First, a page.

PV systems that are designed to feed electricity into the grid must obviously incorporate appropriate metering. A one-way electricity meter to measure incoming power is no longer sufficient. One possibility is to replace it with a two-way meter that records the net flow to and from the grid, referred to as net metering. In effect the PV generator is paid the same rate per kWh for export and import, giving full value for all electricity produced. However FIT ’s and other schemes that pay differential rates for local generation (whether used on site or exported) require the PV output to be separately metered. The introduction of electronic smart metering in many countries will give greater flexibility in tariff design, allowing PV electricity to be priced according to the time of day it is generated and the requirements of the grid.
In recent years the FIT approach has proved increasingly popular, not least because of its remarkable success in Germany. A renewable energy law passed in 2000 introduced a FIT that proved extremely effective at stimulat
ing a range of renewable energies. The PV tariffs were tweaked in 2004 to compensate for the termination of the German 100000 roofs program, providing payback times of around 8-10 years. This resulted in a veritable boom in PV installations. Huge numbers of PV arrays were put on domestic and commercial buildings, farmers placed PV on barns and in fields, and many large PV power plants were commissioned. By 2005 total installed capacity in Germany exceeded 1GWp and by 2008 it had reached 6GWp.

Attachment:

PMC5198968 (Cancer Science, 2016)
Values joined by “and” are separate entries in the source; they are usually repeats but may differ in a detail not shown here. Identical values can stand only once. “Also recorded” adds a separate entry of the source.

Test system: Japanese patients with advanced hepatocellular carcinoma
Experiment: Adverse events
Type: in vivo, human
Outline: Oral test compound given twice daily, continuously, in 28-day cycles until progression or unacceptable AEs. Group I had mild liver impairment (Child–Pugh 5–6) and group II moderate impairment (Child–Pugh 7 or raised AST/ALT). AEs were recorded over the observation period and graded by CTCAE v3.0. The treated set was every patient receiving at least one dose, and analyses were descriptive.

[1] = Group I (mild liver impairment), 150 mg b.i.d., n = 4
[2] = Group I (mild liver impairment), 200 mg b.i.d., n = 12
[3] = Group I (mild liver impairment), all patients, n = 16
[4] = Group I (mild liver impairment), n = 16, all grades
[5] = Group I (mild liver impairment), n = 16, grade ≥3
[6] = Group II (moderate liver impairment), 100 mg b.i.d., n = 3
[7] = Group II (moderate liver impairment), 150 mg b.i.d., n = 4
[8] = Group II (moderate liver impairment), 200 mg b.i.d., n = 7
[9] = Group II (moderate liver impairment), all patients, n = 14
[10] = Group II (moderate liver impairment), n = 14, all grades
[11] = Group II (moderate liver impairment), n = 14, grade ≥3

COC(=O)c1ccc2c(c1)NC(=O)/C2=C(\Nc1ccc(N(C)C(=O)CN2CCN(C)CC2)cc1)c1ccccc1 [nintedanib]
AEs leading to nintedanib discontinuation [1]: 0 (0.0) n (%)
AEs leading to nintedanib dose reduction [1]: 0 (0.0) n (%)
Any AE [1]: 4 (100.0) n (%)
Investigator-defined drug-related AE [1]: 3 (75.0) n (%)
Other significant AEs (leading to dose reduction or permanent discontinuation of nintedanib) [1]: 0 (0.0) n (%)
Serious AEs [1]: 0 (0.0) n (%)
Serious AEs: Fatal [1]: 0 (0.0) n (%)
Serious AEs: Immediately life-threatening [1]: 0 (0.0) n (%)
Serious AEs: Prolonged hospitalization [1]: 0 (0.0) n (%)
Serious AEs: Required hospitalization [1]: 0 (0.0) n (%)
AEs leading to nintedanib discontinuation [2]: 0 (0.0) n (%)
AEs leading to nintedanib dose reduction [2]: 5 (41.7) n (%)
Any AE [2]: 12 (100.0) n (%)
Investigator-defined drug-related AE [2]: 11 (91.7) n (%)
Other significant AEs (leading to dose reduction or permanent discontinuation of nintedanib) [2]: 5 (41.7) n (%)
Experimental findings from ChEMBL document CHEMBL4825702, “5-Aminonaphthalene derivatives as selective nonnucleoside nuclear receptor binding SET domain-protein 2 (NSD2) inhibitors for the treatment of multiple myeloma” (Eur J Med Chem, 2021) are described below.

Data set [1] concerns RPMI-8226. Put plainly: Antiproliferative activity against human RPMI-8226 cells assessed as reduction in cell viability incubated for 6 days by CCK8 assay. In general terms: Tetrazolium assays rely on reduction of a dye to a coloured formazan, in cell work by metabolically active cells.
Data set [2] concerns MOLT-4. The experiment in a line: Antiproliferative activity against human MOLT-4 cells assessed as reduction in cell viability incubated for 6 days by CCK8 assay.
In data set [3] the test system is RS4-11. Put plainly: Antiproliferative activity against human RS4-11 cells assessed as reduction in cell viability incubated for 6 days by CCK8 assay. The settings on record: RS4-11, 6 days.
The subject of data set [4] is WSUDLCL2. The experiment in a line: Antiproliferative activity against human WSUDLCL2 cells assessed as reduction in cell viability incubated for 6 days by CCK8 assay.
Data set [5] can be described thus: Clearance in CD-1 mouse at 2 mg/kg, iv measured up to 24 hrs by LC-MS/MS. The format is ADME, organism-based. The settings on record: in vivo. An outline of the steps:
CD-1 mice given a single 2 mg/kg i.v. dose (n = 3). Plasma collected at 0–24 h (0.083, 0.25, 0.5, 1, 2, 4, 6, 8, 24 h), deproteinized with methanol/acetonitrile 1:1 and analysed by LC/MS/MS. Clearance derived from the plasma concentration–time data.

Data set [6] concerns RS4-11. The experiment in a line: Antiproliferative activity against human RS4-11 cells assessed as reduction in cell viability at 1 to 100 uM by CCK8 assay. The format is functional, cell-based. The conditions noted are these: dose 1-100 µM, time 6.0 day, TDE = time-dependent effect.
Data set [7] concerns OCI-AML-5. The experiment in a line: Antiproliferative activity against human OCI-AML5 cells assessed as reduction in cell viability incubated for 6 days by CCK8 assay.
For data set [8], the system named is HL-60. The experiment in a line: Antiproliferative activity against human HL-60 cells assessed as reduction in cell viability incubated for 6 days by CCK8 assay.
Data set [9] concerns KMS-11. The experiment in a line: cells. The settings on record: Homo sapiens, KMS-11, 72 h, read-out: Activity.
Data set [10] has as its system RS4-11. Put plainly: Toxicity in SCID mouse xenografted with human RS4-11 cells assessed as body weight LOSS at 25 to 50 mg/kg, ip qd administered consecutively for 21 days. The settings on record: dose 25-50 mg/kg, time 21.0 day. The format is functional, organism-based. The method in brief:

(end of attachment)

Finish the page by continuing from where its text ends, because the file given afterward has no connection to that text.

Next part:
Of course, a generous FIT can become unsustainable if continued too long, so in many cases tariffs for new installations are lowered, or degressed, by a certain percentage each year to take account of PV’s expected ‘learning curve’. Providing they are well designed, such schemes avoid the need for caps on total capacity, and encourage suppliers to reduce costs and deliver more efficient systems. In 2008/09 there was much political debate in Germany about FIT tariff levels that had been standing at between 0.33 and 0.43 € /kWh according to the type and size of installation, and about possible caps. In short, the situation had become somewhat overheated and needed correction.
A Spanish FIT, first introduced in 1997, was upgraded in 2004, starting Spain on its exciting journey into the gigawatt era. A few years later the
Spanish government decided to introduce annual caps and slant the tariffs towards BIPV rather than large power plants, with ongoing reviews, to dampen a market that had surged beyond expectation.
More than 60 other countries have now entered the FIT arena and many are no doubt learning from the operational experiences of the pioneers. And in spite of the negative effects of the global economic recession that started in 2008, most commentators believe that PV and other renewable energy technologies will ride the storm relatively unscathed and continue to attract the support of governments increasingly focused on the dangers of global warming.